PubMed ID
21266206 View in PubMed
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Blood pathway analyses reveal differences between prediabetic subjects with or without dyslipidaemia. The Cardiovascular Risk in Young Finns Study.

https://arctichealth.org/en/permalink/ahliterature292119
Source
Diabetes Metab Res Rev. 2017 10; 33(7):
Publication Type
Journal Article
Research Support, Non-U.S. Gov't
Date
10-2017
Author
Jaakko Laaksonen
Tuukka Taipale
Ilkka Seppälä
Emma Raitoharju
Nina Mononen
Leo-Pekka Lyytikäinen
Melanie Waldenberger
Thomas Illig
Nina Hutri-Kähönen
Tapani Rönnemaa
Markus Juonala
Jorma Viikari
Mika Kähönen
Olli Raitakari
Terho Lehtimäki
Author Affiliation
Department of Clinical Chemistry, Fimlab Laboratories and Finnish Cardiovascular Research Center - Tampere, Faculty of Medicine and Life Sciences, University of Tampere, Tampere, Finland.
Source
Diabetes Metab Res Rev. 2017 10; 33(7):
Date
10-2017
Language
English
Publication Type
Journal Article
Research Support, Non-U.S. Gov't
Keywords
Adult
Blood glucose
Cardiovascular Diseases - etiology - genetics
Cholesterol - biosynthesis
Dyslipidemias - blood - complications - genetics
Female
Finland
Gene Expression
Gene Expression Profiling
Humans
Insulin Resistance
Male
Middle Aged
Prediabetic State - blood - complications - genetics
Signal Transduction - genetics
Up-Regulation
Waist Circumference
Abstract
Prediabetes often occurs together with dyslipidaemia, which is paradoxically treated with statins predisposing to type 2 diabetes mellitus. We examined peripheral blood pathway profiles in prediabetic subjects with (PRD ) and without dyslipidaemia (PR0 ) and compared these to nonprediabetic controls without dyslipidaemia (C0 ).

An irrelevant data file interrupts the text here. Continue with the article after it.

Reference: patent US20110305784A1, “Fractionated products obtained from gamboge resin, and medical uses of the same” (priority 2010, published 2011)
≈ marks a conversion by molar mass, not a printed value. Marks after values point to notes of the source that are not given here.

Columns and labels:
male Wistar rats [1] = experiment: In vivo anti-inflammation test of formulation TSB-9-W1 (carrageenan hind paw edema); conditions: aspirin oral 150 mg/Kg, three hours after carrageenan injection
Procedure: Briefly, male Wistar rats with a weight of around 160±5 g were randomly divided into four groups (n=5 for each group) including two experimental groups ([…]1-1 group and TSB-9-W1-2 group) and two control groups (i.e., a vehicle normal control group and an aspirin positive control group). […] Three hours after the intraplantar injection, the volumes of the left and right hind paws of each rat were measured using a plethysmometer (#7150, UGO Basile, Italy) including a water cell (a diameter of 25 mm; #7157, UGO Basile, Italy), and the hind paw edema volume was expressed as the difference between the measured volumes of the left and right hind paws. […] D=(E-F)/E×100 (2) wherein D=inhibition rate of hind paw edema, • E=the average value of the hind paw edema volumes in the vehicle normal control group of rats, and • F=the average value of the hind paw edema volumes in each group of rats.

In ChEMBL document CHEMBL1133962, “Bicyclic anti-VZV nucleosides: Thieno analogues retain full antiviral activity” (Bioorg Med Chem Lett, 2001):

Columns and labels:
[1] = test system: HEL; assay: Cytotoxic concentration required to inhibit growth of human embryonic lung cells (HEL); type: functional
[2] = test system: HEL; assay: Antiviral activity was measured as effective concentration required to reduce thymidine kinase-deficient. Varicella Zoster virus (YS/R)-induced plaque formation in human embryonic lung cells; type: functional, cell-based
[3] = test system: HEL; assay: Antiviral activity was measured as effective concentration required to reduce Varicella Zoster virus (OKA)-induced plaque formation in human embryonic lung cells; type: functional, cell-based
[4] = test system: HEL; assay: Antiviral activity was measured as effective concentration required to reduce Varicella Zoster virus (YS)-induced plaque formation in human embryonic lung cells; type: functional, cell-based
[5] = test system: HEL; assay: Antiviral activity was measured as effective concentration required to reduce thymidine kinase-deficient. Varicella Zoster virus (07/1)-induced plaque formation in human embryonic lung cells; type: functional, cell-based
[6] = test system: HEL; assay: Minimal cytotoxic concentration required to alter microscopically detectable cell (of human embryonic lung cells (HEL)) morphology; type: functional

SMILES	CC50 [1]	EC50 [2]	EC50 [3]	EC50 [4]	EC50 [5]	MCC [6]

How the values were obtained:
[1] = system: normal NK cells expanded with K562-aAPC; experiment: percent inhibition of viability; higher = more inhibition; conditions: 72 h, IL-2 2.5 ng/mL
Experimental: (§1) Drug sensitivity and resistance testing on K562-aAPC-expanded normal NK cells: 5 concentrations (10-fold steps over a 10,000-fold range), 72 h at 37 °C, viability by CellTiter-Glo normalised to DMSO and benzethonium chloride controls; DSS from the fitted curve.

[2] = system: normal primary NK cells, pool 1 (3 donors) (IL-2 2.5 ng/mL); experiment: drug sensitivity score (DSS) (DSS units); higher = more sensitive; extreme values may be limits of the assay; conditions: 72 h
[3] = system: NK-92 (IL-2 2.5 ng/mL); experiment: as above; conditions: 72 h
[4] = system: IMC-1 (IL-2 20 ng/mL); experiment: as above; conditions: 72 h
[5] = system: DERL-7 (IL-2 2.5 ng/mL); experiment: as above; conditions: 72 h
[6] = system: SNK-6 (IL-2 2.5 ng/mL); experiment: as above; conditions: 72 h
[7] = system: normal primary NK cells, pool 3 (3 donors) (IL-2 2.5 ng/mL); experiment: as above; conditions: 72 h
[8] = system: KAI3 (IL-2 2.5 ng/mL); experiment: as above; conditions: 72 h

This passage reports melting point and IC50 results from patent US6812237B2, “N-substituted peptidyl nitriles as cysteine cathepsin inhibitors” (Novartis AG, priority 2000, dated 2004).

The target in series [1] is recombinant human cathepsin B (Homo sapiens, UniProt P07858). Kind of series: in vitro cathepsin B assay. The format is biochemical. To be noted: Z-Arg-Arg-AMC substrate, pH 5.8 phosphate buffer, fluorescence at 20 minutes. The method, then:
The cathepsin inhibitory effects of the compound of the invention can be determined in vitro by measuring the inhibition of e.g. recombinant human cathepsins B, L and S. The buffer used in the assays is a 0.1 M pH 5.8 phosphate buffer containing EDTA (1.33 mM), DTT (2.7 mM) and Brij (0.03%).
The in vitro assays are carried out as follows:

The participants were from the Cardiovascular Risk in Young Finns Study, including 1240 subjects aged 34 to 49 years. Genome-wide expression data of peripheral blood and gene set enrichment analysis were used to investigate the differentially expressed genes and enriched pathways between different subtypes of prediabetes.
Pathways for cholesterol synthesis, interleukin-12-mediated signalling events, and downstream signalling in naïve CD8+ T-cells were upregulated in the PR0 group in comparison with controls (C0 ). The upregulation of these pathways was independent of waist circumference, blood pressure, smoking status, and insulin. Adjustment for CRP left the CD8+ T-cell signalling and interleukin-12-mediated signalling event pathway upregulated. The cholesterol synthesis pathway was also upregulated when all prediabetic subjects (PR0 and PRD ) were compared with the nonprediabetic control group. No pathways were upregulated or downregulated when the PRD group was compared with the C0 group. Five genes in the PR0 group and 1 in the PRD group were significantly differentially expressed in comparison with the C0 group.